The demand for craft beer from mini-breweries has been growing the world over. The Czech Republic had just 40 min breweries a decade ago, whereas now it has over 400. And given the reputation of the country’s golden brew, it has plenty of know-how to share. The company TechOrg is engaging in one such venture in Bosnia, where it is offering the locals advice in terms of financing and technology as well as the know-how of Czech brew-masters. The aim is to support the rise of local breweries which would cater to local tastes. I spoke to the coordinator
A recent conference on business and investment opportunities in Africa organized by the Czech Foreign Ministry, focused on innovative forms of investment and modern technologies. Titled “Creative, Innovative and Participative Africa” the event brought together ambassadors and business representatives, underlining Czech interest in establishing new partnerships and projects on the African continent. I spoke to Deputy Foreign Minister Martin Tlapa about the opportunities opening up, the risks involved and what the Czech government is doing to help
Kampot Pepper, a gourmet pepper sought after by chefs around the world, comes from Kampot province on the south coast of the Kingdom of Cambodia. Klara Dohnalova and David Pavel discovered it on their first trip to the country and soon set up a business aimed at bringing Czechs a whole new culinary experience. Their company Pepperfield offers a luxury line of black, red and white Kampot pepper that is guaranteed to spice up any dish. They came to Radio Prague’s studio to talk about their enterprise and started out by telling me what inspired them
Moringa oleifera is a plant that is often referred to as “the drumstick tree” or “the miracle tree”. Indigenous to India, Asia and Africa, it has for centuries been used to help treat a wide variety of illnesses, but has only fairly recently been discovered in Europe as an effective health supplement with antifungal, antiviral, antidepressant and anti-inflammatory properties. Jaromír Novák discovered the benefits of the moringa tree while working in Ethiopia and, with the help of the Czech Development Agency, decided to set up a business which would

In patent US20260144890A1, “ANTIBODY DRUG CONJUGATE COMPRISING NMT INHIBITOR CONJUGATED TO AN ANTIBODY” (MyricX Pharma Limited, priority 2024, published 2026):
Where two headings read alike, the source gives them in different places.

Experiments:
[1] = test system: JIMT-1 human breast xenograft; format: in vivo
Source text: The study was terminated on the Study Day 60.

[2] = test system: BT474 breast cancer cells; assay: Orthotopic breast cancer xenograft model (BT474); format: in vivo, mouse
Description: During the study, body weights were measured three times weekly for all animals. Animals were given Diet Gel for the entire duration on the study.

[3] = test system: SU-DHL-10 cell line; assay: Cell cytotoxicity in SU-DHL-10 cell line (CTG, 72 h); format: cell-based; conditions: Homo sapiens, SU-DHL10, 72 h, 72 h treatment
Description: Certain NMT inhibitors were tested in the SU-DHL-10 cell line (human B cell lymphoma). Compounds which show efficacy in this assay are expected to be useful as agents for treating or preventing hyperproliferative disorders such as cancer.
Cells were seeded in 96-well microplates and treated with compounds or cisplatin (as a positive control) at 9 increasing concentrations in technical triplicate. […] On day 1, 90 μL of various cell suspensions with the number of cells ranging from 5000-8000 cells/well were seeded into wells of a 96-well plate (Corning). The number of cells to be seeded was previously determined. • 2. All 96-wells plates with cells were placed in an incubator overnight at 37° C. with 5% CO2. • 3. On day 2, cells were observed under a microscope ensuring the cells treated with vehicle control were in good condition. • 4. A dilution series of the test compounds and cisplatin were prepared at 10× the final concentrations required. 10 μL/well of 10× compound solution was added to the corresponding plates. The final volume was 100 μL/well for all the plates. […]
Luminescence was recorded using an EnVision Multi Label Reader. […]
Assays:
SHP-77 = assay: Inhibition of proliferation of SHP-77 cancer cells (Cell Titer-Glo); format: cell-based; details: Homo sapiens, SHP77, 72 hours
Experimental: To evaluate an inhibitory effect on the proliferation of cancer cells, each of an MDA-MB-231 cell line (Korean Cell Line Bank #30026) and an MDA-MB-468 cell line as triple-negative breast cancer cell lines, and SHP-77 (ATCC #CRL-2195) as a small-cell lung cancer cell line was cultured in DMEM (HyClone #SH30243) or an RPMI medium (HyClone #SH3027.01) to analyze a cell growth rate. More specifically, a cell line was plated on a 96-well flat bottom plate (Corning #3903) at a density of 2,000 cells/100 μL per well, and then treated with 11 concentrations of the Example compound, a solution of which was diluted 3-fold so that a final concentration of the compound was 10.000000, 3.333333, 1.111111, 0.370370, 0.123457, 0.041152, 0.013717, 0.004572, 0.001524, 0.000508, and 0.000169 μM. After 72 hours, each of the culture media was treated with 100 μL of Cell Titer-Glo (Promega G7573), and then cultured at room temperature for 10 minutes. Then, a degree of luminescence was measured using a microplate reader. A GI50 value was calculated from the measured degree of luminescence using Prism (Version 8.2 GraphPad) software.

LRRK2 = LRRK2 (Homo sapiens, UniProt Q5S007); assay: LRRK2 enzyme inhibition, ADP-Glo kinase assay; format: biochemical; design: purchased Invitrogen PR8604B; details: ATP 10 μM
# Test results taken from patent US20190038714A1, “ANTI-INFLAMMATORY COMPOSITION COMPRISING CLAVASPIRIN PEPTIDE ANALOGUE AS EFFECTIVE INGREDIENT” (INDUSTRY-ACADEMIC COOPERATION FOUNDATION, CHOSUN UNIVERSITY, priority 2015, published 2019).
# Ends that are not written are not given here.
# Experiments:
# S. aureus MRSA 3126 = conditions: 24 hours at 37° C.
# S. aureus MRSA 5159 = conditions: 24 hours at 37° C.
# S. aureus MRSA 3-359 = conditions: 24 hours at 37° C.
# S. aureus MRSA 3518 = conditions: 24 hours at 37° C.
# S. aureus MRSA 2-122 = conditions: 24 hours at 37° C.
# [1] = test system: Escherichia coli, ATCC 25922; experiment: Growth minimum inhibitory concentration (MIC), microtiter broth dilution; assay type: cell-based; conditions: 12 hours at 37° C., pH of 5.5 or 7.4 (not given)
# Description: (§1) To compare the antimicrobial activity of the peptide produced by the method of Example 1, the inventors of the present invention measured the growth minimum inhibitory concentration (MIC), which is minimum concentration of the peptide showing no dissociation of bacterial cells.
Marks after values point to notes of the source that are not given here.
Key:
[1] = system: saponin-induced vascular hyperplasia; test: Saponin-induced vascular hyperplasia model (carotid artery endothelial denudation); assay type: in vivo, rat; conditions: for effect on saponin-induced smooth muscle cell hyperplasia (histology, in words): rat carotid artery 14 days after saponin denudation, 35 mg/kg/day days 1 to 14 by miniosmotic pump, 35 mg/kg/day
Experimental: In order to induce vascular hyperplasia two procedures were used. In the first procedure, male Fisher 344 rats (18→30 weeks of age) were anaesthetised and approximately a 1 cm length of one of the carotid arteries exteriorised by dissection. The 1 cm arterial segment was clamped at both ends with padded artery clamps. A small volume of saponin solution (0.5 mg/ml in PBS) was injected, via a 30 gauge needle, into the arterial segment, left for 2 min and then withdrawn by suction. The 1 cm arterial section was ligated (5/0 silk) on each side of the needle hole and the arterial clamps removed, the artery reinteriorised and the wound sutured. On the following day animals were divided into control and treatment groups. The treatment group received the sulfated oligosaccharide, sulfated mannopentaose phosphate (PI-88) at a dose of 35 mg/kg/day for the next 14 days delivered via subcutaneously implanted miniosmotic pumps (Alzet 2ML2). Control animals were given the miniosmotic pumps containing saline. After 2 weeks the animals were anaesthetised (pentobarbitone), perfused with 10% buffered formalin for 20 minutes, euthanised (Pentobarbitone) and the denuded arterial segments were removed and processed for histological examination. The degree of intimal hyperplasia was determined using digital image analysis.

Daniela Mauleon Davidova is one of the many Czech entrepreneurs who have decided to set up a business far from home. Her start-up, making fair trade jams in Tanzania, is not merely a business venture; it aims to improve the life of the local community by giving people a job and skills that they can make good use of in the future. Her project has received support from the Czech Development Agency. I met up with Daniela shortly before her departure for Zanzibar and began by asking why she chose for make fair trade jams.
The Czech Development Agency, set up in 2008 to help eradicate poverty and contribute to sustainable development, currently operates in over a dozen countries in different parts of the world. One of these long-term projects is in aid of the picturesque Tusheti protected landscape area in the north of Georgia where Czechs have been active since 2013. Michael Hošek, an expert on protected landscape area management and a member of the team currently there, came to Radio Prague’s studio to talk about the agency’s work.
The Czech Development Agency was set up in 2008, under the Czech Foreign Affairs Ministry, with the aim to help eradicate poverty in the world and contribute to sustainable development. Where is it helping today, how much money is it distributing and how successful is it in improving the lives of people in different parts of the world? Those are just some of the questions I discussed with the head of the agency Michal Kaplan.
Livno cheese is one of the best-known food specialties produced on the territory of former Yugoslavia. However, traditional cheese production has been seriously affected by the civil war that swept through the country in the 1990s. Since 2015, experts from the Czech Development Agency have been helping small-scale farmers to succeed on local markets and find ways to export their cheese abroad.
Jarka Heissigerová is an internationally recognised expert on uveitis, a rare, hard to diagnose and potentially blinding eye condition. The doctor, who spent a number of years studying and working in Scotland, switched her focus to the disease after previously specialising in the incredibly complex procedure of corneal transplantation. Our conversation took in those fields – and eye-care in general – but I first asked Dr. Heissigerová what had inspired her to become an ophthalmologist.